Today in History:

28 Series I Volume XXXIX-II Serial 78 - Allatoona Part II

Page 28 KY., SW. VA., TENN., MISS., ALA., AND N. GA. Chapter LI.

to be in complicity with persons engaged in contraband trade. One arrested yesterday is known to be a Confederate soldier; belonging to a regiment in Arkansas, and is now in the Irving block; another when the boat was overhauled, upon which he was aid, took the precaution to throw his valise overboard, thus destroying the evidence of his crime.

It is therefore ordered that no boat shall land between Cairo and the mouth of White River, except where there is a garrison of United States troops. They will not be allowed to land in skiffs or small boats, nor will they be allowed to land supplies at any military point named above except for the use of the United States troops, and such persons as are residing within the Federal lines, without special permits in each case from these headquarters.

The ram Monarch will proceed to-morrow morning at 6 o'clock down the MISSISSIPPI River and arrest every trading boat found between Memphis and White River. All passengers on board, who are women and children, or all persons not liable to conscription by the laws of the Confederate States, will be put ashore at the first landing, together with any effects they may have; and parties liable to conscription are presumed to be in the rebel army, and will be brought as prisoners of war to this city. The commander of the ram Monarch will send each boat to this city under guard, which will be furnished by Brigadier-General Buckland, and no boat will be allowed to land except at Helena on the way up.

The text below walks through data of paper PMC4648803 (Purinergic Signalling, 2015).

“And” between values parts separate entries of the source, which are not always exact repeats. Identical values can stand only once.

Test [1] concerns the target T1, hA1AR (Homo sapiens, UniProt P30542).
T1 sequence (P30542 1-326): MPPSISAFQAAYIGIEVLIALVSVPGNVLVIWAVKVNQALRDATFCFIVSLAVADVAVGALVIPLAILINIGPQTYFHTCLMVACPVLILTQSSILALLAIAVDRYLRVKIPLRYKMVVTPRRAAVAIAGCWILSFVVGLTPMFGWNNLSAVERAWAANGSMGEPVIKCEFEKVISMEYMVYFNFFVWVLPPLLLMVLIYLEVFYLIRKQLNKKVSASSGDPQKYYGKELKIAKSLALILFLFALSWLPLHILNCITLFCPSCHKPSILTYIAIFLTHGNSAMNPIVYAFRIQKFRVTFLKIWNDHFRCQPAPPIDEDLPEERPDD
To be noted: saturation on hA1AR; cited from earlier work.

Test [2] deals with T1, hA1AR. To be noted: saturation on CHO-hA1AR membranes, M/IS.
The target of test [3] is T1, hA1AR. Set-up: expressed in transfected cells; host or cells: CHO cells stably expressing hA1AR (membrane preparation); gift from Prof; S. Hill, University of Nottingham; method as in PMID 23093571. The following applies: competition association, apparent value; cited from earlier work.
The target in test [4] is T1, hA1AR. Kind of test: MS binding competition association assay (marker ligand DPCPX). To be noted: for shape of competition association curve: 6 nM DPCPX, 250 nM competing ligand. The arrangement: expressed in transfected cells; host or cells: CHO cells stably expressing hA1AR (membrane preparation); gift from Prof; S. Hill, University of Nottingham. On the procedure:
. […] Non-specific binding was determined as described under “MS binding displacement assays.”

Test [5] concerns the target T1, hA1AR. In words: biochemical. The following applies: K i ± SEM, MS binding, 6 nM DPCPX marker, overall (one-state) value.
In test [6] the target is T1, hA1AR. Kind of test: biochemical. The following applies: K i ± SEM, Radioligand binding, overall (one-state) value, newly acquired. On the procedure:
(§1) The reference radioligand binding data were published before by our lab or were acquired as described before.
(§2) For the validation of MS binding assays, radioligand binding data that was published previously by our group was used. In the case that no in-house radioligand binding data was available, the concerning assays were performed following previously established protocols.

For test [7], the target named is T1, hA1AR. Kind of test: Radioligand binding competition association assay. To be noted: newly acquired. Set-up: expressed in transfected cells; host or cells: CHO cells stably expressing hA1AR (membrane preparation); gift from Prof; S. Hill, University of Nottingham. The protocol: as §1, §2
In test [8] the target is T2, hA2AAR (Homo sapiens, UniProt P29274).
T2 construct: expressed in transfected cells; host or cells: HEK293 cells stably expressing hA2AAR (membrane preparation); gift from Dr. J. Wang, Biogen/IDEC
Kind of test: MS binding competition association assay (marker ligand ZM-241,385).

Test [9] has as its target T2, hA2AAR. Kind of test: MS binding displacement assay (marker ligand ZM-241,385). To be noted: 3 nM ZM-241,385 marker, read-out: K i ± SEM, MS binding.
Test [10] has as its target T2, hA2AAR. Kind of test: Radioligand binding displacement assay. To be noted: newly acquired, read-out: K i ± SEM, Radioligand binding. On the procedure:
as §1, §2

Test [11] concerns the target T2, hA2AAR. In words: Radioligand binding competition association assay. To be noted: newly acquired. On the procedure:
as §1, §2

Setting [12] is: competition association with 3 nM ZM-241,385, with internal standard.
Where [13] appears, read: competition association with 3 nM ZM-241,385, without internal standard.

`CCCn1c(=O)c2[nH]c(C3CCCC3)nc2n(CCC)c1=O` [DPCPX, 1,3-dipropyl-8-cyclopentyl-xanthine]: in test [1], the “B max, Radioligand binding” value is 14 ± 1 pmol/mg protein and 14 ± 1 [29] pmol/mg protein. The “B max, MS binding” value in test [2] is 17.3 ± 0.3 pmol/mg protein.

By order of Major General C. C. Washburn:


Assistant Adjutant-General.

Memphis, Tenn., May 14, 1864.

Major W. H. MORGAN,

Assistant Adjutant-General:

MAJOR: In obedience to your order of this date, I have the honor to report that the effective mounted force of my command is about 3,000. The numbers have been diminished since the 10th instant by the prevalence of the distemper among the new animals of the THIRD and Fourth Iowa Cavalry.

Respectfully, your obedient servant,



[First indorsement.]

Memphis, May 14, 1864.

This report is manifestly incorrect. I sent out with Brigadier- General Sturgis full 3,400 mounted men, leaving me here from 400 to 500 odds and ends mounted. Since then the THIRD Iowa Cavalry has come with a large number of horses. Making all due allowances for excessive mortality, there should be at least 4,000 horses here for service; where are they?

By order of Major-General Washburn:


Assistant Adjutant-General.

Page 28 KY., SW. VA., TENN., MISS., ALA., AND N. GA. Chapter LI.